Much of Tolkien’s dark woodland imagery is also tunnel-like. He juxtaposes the open land with forest. Forests are entrance points and open lands exit points. In most natural environments he inverts that usual association of ‘being inside’ with safety, and ‘being outside’ with danger. More often than not entering a forest is depicted as entering into a dark unknown, as is entering water, caves, and barrows. Coming out into the open light of the fields is to have survived the dark dangers of woods, water, and earth with newly gained knowledge and confidence. For Tolkien passageways as barriers are usually artificial constructs like gates, fences, doors, and bridges and much less frequently a natural element like water or forests. Tolkien has used artificial barriers to symbolically represent the artifice of separation between peoples. (For more Refer to 4.0.3 Openings in Literature)

Metaphorically, a Revolving door is an instance of the easy movement of individuals from one position or situation to another, and back again. For example, from government-related jobs to lobbying jobs and vice versa, resulting in a conflict of interest for those chosen to represent the public and/or special privileges and benefits to former government officials and personnel. A similar metaphor in the Japanese language is Amakudari, it refers only to former government employees joining companies they were once supervising. This is also used when describing early release of criminals who often end up back in prison after a short time.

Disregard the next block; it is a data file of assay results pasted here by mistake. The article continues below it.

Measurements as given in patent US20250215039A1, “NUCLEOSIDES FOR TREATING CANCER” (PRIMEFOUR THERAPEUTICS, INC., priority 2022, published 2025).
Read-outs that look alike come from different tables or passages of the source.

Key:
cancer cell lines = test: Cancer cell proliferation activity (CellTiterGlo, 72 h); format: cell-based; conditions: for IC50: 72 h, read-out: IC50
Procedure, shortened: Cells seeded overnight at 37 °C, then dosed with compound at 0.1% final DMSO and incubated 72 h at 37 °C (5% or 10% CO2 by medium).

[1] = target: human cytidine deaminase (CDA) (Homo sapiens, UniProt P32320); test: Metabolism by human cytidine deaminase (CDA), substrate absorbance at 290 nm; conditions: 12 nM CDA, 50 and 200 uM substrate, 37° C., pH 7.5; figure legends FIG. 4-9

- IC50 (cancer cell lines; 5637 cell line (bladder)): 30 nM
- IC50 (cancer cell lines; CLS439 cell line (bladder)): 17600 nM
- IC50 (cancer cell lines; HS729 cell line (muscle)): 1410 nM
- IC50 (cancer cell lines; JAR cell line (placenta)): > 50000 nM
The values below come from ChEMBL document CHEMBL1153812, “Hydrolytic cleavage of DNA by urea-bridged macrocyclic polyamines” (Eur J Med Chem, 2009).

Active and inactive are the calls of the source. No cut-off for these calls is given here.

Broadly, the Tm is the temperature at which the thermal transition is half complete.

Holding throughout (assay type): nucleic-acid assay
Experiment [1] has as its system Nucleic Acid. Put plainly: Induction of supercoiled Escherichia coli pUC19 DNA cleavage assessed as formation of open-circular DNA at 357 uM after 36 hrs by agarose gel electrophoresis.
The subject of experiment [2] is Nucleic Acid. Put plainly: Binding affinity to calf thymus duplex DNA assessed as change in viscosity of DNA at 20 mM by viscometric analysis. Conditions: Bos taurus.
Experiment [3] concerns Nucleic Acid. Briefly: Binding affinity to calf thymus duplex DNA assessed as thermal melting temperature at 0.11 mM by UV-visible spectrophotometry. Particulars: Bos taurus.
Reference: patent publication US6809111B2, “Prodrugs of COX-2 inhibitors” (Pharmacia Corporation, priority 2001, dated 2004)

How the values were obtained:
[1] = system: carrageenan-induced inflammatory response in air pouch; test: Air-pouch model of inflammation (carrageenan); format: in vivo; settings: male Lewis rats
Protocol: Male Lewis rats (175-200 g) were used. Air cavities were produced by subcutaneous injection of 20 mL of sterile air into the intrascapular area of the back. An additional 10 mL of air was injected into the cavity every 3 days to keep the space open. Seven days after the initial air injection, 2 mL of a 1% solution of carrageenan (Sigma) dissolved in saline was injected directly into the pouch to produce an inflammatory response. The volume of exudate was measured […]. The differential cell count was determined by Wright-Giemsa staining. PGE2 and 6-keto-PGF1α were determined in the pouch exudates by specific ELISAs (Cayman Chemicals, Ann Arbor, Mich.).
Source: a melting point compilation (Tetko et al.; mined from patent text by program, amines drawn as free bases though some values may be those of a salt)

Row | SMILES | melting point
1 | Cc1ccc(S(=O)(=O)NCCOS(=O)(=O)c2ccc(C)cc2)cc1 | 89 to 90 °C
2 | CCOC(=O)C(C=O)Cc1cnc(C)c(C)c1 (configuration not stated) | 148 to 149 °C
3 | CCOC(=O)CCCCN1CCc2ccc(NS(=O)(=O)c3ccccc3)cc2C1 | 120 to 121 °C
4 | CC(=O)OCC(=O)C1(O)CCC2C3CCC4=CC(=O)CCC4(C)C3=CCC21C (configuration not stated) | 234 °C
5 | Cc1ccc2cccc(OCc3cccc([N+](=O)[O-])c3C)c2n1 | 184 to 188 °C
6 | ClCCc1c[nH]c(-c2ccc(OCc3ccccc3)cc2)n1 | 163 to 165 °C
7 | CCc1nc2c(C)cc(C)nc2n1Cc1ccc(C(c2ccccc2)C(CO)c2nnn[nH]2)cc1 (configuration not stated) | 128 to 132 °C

The key to a door, permission to enter a door or a domain is given to a person of faith. It is at the door the alienation begins to manifest. To enter a premise, one needs to be consecrated by a person of authority, which means the visitor agrees to abide by the rules that prevail within.


A mihrab originally was a room for the great prophet to pray in. It was the focus of the wall that was indicative of the direction of Mecca. It later on became a decorative niche in the wall. Mihrabs vary in size, are usually ornately decorated and often designed to give the impression of an arched doorway or a passage to Mecca.

Doors and doorways frequently appear in metaphorical or allegorical situations, literature and the arts, often as a portent of change. Old buildings, castles, haunted houses, lair of villains or mansions of super heroes have secret passages accessed through doors, traps or openings. One enters or exits a building by triggering concealed levers, buttons or even surprising mechanisms. But one enters a supernatural realm, gets transported to another time and space setting, or even gets transformed into a different form by simply crossing a point or invisible threshold. The change is often secretive that is perceptible to few. Bizarre and secret entry ways are used in mythological stories, fiction, television programmes or films, and now video games to denote a change that is out of normal range. In Batman fiction and movies such secret entryways are used. In computer games such points may lead to new complications, new leads or bonuses, termination of the game or could be a false situation. In architecture entry ways are delayed in time and space that is the transition is not simple or immediate.